It's hard to find a better definition of what it means to be a Conservative than this:
We want a country which makes the fullest use of all its human and material resources to build a new prosperity. A country which uses that prosperity wisely and well, helping the elderly and those in need, providing new educational opportunity for our children, investing for the future as well as giving us a fuller life today. A country confident in itself, playing a full part in the world's affairs, accepting and meeting its responsibilities to others.These values and the mission they encompass represent the timeless principles of Britain's Conservative Party. This particular version comes from the Party's manifesto for the 1970 General Election signed off by my old boss, Ted Heath but their origins go back to the origins of the modern party, to Robert Peel, Benjamin Disraeli, to the embracing of free trade and the extending of the franchise, to the idea - represented today by Robert Halfon and Tory Workers - that our over-riding purpose is to improve the condition of ordinary people. This is a soft, gentle, caring and polite party not one that speaks of 'traitors' or 'saboteurs', not one that runs campaigns to unseat good, hard-working MPs because you disagree with them on one particular issue.
We want a society in which material advance goes hand in hand with the deeper values which go to make up the quality of life. A society which cares for its cities, towns and villages, its rivers, its coast, its countryside.
We want people to achieve the security and independence of personal ownership greater freedom of opportunity, greater freedom of choice, greater freedom from government regulation and interference. A responsible democracy based on honest government and respect for the law.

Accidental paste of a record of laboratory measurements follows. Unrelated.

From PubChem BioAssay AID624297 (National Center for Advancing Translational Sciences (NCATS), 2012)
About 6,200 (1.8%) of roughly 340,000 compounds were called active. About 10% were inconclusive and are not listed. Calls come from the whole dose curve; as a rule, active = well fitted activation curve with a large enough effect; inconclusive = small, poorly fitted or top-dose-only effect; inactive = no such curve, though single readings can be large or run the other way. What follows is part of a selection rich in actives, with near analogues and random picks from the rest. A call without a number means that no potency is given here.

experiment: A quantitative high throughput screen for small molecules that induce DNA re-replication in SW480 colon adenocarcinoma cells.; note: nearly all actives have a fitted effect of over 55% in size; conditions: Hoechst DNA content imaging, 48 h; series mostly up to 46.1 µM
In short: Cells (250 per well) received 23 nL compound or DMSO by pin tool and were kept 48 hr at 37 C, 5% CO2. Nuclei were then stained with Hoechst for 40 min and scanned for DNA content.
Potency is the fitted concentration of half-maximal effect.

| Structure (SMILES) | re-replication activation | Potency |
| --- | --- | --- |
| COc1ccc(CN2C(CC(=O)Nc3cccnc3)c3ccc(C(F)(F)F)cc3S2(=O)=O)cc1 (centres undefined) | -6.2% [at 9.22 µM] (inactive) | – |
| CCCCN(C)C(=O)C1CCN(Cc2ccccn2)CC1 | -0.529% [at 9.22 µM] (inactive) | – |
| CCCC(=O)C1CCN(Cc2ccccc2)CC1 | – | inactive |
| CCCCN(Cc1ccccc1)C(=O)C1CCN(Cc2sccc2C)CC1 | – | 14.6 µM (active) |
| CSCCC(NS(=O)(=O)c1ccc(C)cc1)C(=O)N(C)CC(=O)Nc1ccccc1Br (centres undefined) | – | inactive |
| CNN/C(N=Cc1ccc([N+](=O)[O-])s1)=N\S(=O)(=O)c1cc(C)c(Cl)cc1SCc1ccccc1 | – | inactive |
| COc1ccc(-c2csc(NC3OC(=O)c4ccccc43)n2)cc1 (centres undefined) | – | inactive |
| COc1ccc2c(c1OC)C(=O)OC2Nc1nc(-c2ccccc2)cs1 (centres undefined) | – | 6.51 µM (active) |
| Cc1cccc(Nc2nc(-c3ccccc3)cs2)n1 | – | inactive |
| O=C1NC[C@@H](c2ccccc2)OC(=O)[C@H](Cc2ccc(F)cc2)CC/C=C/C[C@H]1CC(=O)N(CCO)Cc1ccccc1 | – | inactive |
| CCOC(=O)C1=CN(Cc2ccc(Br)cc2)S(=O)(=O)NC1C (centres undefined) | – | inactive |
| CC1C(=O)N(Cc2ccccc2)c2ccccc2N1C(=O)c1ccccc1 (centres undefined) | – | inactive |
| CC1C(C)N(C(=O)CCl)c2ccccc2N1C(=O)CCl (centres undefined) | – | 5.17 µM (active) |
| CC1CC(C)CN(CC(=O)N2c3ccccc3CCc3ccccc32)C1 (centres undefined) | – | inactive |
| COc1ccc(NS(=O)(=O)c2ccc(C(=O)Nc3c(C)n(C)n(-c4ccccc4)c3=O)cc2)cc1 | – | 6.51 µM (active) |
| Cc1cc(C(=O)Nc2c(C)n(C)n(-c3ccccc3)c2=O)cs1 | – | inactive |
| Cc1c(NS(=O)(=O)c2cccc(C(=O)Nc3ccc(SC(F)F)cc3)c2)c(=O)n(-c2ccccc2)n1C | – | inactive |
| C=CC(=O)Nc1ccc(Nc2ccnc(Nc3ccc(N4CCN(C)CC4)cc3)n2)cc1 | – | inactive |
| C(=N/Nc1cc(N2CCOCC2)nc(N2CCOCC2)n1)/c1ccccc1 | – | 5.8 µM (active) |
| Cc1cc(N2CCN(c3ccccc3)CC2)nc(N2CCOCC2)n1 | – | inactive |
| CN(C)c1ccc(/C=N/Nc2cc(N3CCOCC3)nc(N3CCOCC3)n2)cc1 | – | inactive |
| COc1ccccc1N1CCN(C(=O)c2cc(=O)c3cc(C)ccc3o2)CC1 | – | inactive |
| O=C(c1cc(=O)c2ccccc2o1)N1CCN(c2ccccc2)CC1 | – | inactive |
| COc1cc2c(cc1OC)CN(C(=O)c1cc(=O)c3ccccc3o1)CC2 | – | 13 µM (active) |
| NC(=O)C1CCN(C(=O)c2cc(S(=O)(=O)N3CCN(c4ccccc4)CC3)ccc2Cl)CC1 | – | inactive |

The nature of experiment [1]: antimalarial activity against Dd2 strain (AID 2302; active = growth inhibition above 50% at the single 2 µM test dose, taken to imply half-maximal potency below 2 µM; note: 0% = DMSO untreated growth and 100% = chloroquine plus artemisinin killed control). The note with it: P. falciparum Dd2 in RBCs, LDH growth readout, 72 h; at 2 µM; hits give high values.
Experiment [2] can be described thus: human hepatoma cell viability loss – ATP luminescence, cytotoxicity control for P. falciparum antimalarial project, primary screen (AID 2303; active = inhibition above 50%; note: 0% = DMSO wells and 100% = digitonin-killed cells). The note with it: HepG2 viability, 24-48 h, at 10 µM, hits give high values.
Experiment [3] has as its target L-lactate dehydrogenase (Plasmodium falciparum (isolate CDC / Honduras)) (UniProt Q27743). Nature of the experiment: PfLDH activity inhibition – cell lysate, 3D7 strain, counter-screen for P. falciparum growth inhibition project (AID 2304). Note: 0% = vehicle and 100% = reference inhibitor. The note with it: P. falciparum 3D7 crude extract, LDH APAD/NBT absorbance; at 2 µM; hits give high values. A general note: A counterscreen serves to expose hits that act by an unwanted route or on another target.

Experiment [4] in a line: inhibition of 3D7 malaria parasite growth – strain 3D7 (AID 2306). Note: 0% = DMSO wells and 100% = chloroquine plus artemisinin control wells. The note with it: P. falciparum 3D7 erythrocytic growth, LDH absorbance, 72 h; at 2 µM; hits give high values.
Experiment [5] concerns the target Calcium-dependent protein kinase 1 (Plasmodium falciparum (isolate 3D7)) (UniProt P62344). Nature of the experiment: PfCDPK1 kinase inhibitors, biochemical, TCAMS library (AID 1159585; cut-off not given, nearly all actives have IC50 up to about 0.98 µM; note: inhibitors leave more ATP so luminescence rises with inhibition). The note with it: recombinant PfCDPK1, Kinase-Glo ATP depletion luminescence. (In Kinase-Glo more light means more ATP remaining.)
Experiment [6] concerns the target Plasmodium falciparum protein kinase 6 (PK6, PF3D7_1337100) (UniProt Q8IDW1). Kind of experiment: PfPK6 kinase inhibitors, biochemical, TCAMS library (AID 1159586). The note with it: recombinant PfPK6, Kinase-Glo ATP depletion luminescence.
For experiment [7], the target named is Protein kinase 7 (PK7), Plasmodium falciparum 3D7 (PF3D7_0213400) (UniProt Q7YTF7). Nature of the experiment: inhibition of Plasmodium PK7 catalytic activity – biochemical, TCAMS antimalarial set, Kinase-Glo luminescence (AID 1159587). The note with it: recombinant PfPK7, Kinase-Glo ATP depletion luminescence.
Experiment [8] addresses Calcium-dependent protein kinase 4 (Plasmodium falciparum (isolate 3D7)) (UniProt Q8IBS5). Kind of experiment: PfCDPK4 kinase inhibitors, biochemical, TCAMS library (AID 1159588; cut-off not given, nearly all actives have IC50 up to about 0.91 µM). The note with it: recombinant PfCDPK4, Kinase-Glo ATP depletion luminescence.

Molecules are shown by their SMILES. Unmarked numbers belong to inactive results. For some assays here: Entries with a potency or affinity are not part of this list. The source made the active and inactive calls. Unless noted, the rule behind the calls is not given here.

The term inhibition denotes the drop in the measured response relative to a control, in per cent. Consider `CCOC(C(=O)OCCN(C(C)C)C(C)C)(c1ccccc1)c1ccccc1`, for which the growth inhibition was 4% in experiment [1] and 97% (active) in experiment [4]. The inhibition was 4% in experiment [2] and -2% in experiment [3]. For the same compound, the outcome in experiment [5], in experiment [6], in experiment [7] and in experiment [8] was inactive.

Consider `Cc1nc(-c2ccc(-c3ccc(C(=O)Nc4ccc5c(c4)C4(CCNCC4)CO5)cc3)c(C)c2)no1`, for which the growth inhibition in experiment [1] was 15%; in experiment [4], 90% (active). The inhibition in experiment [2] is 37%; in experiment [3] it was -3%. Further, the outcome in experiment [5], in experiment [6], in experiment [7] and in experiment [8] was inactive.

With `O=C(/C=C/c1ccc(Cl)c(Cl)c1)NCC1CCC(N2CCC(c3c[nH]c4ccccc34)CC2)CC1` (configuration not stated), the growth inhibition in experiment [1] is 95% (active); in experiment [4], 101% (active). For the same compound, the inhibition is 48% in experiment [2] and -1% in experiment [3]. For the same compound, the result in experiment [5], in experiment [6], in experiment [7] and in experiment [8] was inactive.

I chose the 1970 Manifesto because it's the one that took us into the Common Market reminding us that our core values and purpose are not, and never have been, defined by the issue of Europe. Right now the issue seems so huge and important that it swamps everything but sooner than you think we will move on from it and have to, once again, look at how we make a better nation for British people. I hope we will do what we've done before and say loudly and clearly that we stand first and foremost for decency, good government, personal responsibility, trust, family and community. And at the heart of this, once again, we have to put the promise that Ted Heath made in 1970 and Margaret Thatcher made in 1979 - a promise that we will give ordinary people the chance for a real cash stake in Britain, that we'll be a property-owning democracy not a land of wage slaves and renters dependent on the state.